Playing in front of former college coach Willie Jeffries on a day designated for him is both an honor and an added responsibility for South Carolina State head football coach Oliver "Buddy" Pough.
"You're always excited about the career and legacy of Coach and anytime we have a chance to honor that, then I take a lot of pride in it," Pough said.
Starting this Saturday against Howard, Pough will always have an extra incentive to see the Bulldogs perform well at Oliver C. Dawson Stadium. The S.C. State Board of Trustees voted unanimously at a special called meeting Thursday to name the football field in Oliver C. Dawson Stadium after Jeffries.
"It means a great deal," Jeffries said. "For all the time I spent on the field, we've had great victories. It makes you feel good to have something named after you. I'll call it my field from now on."
The winningest head coach in school history, the Union native spent 19 seasons at his alma mater. He led the Bulldogs to five Mid-Eastern Athletic Conference titles, two Black College Football national championships and sent numerous players to the NFL, including Hall of Fame linebacker Harry Carson and four-time Super Bowl champion safety Donnie Shell.
"He's pretty much been an icon at home and abroad and beyond," S.C. State Athletics Director Charlene Johnson said. "It's a very fitting honor."
"This (naming the field) just reflects the legacy and the work that Coach Jeffries has done for the university - the number of NFL players that he coached," board chairman Jonathan Pinson said.
Between Jeffries' two stints at S.C. State, he became the first black head football coach of a Division I program at Wichita State and also spent five years at Howard, where he led the Bison to the 1987 MEAC title.
Since Jeffries' retirement in 2001, he has continued to served as a fundraiser for the university and has acted as a radio analyst for Bulldogs football, executive director of the Capital City Classic football game, master of ceremonies for Orangeburg's Touchdown Club. This past year, Jeffries was named head football coach emeritus at S.C. State and was inducted into the College Football Hall of Fame.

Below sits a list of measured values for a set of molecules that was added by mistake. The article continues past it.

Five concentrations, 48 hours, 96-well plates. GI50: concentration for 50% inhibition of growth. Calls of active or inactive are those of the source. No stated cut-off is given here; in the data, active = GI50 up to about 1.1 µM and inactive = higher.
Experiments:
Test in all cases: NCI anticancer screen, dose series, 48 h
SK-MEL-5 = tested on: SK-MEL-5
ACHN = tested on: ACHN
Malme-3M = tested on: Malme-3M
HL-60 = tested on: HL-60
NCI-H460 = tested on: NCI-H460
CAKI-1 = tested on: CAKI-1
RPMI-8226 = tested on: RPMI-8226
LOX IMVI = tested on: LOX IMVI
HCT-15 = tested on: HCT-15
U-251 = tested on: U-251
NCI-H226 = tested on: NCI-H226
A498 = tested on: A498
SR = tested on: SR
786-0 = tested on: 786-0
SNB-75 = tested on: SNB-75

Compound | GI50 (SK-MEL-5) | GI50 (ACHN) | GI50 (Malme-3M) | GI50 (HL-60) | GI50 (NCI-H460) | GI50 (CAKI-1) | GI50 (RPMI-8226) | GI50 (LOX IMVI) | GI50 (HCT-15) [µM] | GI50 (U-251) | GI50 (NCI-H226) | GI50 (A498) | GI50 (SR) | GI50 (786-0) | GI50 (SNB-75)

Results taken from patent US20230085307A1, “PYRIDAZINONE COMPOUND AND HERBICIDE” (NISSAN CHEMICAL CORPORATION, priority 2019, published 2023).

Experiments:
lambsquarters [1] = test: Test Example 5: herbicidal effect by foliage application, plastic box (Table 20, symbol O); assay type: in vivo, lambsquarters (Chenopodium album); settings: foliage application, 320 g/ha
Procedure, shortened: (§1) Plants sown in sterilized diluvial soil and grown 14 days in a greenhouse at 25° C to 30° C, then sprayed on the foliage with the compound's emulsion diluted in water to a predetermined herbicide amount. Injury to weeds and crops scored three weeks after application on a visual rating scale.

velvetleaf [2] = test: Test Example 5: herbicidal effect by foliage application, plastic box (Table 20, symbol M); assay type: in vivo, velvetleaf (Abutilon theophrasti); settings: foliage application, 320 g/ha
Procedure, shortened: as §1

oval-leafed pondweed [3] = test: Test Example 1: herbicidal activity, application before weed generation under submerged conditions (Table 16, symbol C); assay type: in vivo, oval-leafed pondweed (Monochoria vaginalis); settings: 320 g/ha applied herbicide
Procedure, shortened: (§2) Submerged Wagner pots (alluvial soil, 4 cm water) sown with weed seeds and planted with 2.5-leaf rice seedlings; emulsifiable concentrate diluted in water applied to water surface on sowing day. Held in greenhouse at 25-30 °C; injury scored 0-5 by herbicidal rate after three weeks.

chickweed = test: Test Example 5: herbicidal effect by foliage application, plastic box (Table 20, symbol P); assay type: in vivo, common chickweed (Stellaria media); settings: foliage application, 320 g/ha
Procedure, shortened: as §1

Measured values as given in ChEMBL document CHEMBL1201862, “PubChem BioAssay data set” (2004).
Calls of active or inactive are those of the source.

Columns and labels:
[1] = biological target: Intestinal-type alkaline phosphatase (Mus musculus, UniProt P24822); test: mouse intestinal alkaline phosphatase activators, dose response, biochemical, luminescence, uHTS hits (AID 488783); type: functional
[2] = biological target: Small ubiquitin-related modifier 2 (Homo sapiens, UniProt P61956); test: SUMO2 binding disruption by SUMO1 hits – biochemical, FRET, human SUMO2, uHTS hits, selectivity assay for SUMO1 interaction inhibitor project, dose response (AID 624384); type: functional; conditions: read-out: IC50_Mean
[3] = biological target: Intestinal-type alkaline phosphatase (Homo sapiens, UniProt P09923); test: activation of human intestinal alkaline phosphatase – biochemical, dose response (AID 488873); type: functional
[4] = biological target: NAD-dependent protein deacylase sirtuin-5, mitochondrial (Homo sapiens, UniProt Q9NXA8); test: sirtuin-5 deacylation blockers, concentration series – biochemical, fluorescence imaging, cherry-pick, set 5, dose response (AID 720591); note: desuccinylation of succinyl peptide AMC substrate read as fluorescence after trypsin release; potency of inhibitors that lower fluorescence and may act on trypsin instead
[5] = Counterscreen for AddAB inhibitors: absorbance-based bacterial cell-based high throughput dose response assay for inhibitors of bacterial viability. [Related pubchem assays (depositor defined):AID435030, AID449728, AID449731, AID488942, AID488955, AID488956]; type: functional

During halftime of Saturday's game between S.C. State and Howard, the National Football Foundation (NFF) & College Hall of Fame will jointly honor Jeffries with an NFF Hall of Fame On-Campus Salute as part of Willie Jeffries Day in Orangeburg. Following the game, a special ceremony in Jeffries' honor will take place at 5:30 p.m. at the Smith-Hammond-Middleton Memorial Center.
"He's definitely a guy who's well-deserving of the honor," said O-W head football coach Tommy Brown, who played for Jeffries in the 1970s. "He's been truly blessed and he's been a blessing for the game of football. I was very thankful to play for a man who's had such an impact on college football."
Discussions about naming the field after Jeffries go back to the late 1990s when the board initially discussed a deal with a group that promised a "sizable" donation for naming rights. The deal never materialized and the issue remained dormant until it was revived by school administrators.
"It was agreed and approved that we would name the field after Willie Jeffries regardless," Johnson said.
As part of the approval vote, it was also stipulated the administration find a way to raise $250,000 the university had expected to make in naming rights for the football field.
Trustee Maurice Washington said he agreed Jeffries was worthy of the recognition but questioned whether the board should name the field without raising funds associated with the naming rights policy. He noted that Vice President Anthony Holloman told the board in September that the naming rights might easily be worth $250,000.
"Has the bottom fallen out?" Washington asked. "What I would want to know is we have a chance to bring in some badly needed revenue to offset some of our budget shortfalls - whether that's a possibility still."
Pinson reported that Jeffries has been and still is a strong fundraiser for the university.
"He continues to help raise funds ... he has a lot of corporate supporters," Pinson said. "I think that the gesture we're making this morning will become a broader impact to some of the supporters of Coach Jeffries and to our athletic program."
Pinson noted that there was no guarantee that anyone was willing to pay $250,000 for naming rights.
Jeffries has a strong reputation across the state, and his contributions will be worth much more than the $250,000 the board hoped to raise on naming the football field, Pinson said.
"If we give him the honor he deserves, I think the return will be much greater," Pinson said.
Washington said he agreed with naming the field after Jeffries, but he said the board has the responsibility of following a policy that has been approved - that of putting a price on naming rights.
Give Jeffries the recognition he deserves, Washington said.
"But should we not ... tack some form of accountability to the measure? If the administration is going to bring such a measure to us, they should at least bring a plan of action to raise the value that we have attached," Washington said.
After discussion, the board agreed that the administration should find a way to raise the funds lost in naming the field.
"You always want to play well in front of your old coach," Pough said. "So now the field is named after him, I guess ... whether he's there or somewhere out of town, we will be always be playing in front of him."
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